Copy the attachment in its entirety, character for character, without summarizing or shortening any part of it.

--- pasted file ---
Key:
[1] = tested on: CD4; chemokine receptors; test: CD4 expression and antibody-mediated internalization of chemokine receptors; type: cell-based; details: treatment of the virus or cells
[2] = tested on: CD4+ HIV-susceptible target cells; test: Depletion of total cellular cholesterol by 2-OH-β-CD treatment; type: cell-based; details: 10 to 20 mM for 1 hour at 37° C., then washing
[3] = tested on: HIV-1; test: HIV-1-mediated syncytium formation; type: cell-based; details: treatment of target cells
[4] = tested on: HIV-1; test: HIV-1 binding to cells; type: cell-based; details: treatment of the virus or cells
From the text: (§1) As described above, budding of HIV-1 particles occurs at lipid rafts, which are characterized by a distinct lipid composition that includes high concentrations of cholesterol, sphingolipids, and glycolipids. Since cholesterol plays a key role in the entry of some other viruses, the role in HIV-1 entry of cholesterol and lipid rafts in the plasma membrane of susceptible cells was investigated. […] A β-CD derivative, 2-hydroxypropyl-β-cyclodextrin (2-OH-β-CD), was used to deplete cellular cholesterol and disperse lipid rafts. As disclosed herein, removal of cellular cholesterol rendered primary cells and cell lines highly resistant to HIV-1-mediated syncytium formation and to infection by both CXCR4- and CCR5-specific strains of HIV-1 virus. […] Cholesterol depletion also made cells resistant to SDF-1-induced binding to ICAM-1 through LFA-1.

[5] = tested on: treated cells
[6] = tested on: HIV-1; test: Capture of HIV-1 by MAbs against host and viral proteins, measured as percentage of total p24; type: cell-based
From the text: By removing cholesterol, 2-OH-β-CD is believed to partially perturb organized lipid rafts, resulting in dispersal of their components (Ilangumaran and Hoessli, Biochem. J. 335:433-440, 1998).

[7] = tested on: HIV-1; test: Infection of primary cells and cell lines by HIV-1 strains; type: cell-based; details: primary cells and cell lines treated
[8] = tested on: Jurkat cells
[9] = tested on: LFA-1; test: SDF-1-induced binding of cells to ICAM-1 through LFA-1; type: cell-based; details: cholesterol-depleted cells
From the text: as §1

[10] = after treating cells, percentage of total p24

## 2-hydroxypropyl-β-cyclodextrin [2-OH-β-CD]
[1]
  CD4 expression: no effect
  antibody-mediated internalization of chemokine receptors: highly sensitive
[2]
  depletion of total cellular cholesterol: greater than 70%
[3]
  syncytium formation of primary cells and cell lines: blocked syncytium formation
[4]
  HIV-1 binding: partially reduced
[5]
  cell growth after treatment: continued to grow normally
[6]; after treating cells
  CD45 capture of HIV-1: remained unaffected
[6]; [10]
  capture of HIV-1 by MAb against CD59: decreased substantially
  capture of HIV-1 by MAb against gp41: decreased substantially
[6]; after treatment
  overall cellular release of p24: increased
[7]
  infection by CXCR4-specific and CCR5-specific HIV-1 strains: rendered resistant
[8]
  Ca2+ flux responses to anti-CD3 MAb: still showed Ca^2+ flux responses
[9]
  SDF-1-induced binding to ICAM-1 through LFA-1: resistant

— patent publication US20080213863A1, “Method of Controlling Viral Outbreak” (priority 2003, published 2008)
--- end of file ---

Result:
Key:
[1] = tested on: CD4; chemokine receptors; test: CD4 expression and antibody-mediated internalization of chemokine receptors; type: cell-based; details: treatment of the virus or cells
[2] = tested on: CD4+ HIV-susceptible target cells; test: Depletion of total cellular cholesterol by 2-OH-β-CD treatment; type: cell-based; details: 10 to 20 mM for 1 hour at 37° C., then washing
[3] = tested on: HIV-1; test: HIV-1-mediated syncytium formation; type: cell-based; details: treatment of target cells
[4] = tested on: HIV-1; test: HIV-1 binding to cells; type: cell-based; details: treatment of the virus or cells
From the text: (§1) As described above, budding of HIV-1 particles occurs at lipid rafts, which are characterized by a distinct lipid composition that includes high concentrations of cholesterol, sphingolipids, and glycolipids. Since cholesterol plays a key role in the entry of some other viruses, the role in HIV-1 entry of cholesterol and lipid rafts in the plasma membrane of susceptible cells was investigated. […] A β-CD derivative, 2-hydroxypropyl-β-cyclodextrin (2-OH-β-CD), was used to deplete cellular cholesterol and disperse lipid rafts. As disclosed herein, removal of cellular cholesterol rendered primary cells and cell lines highly resistant to HIV-1-mediated syncytium formation and to infection by both CXCR4- and CCR5-specific strains of HIV-1 virus. […] Cholesterol depletion also made cells resistant to SDF-1-induced binding to ICAM-1 through LFA-1.

[5] = tested on: treated cells
[6] = tested on: HIV-1; test: Capture of HIV-1 by MAbs against host and viral proteins, measured as percentage of total p24; type: cell-based
From the text: By removing cholesterol, 2-OH-β-CD is believed to partially perturb organized lipid rafts, resulting in dispersal of their components (Ilangumaran and Hoessli, Biochem. J. 335:433-440, 1998).

[7] = tested on: HIV-1; test: Infection of primary cells and cell lines by HIV-1 strains; type: cell-based; details: primary cells and cell lines treated
[8] = tested on: Jurkat cells
[9] = tested on: LFA-1; test: SDF-1-induced binding of cells to ICAM-1 through LFA-1; type: cell-based; details: cholesterol-depleted cells
From the text: as §1

[10] = after treating cells, percentage of total p24

## 2-hydroxypropyl-β-cyclodextrin [2-OH-β-CD]
[1]
  CD4 expression: no effect
  antibody-mediated internalization of chemokine receptors: highly sensitive
[2]
  depletion of total cellular cholesterol: greater than 70%
[3]
  syncytium formation of primary cells and cell lines: blocked syncytium formation
[4]
  HIV-1 binding: partially reduced
[5]
  cell growth after treatment: continued to grow normally
[6]; after treating cells
  CD45 capture of HIV-1: remained unaffected
[6]; [10]
  capture of HIV-1 by MAb against CD59: decreased substantially
  capture of HIV-1 by MAb against gp41: decreased substantially
[6]; after treatment
  overall cellular release of p24: increased
[7]
  infection by CXCR4-specific and CCR5-specific HIV-1 strains: rendered resistant
[8]
  Ca2+ flux responses to anti-CD3 MAb: still showed Ca^2+ flux responses
[9]
  SDF-1-induced binding to ICAM-1 through LFA-1: resistant

— patent publication US20080213863A1, “Method of Controlling Viral Outbreak” (priority 2003, published 2008)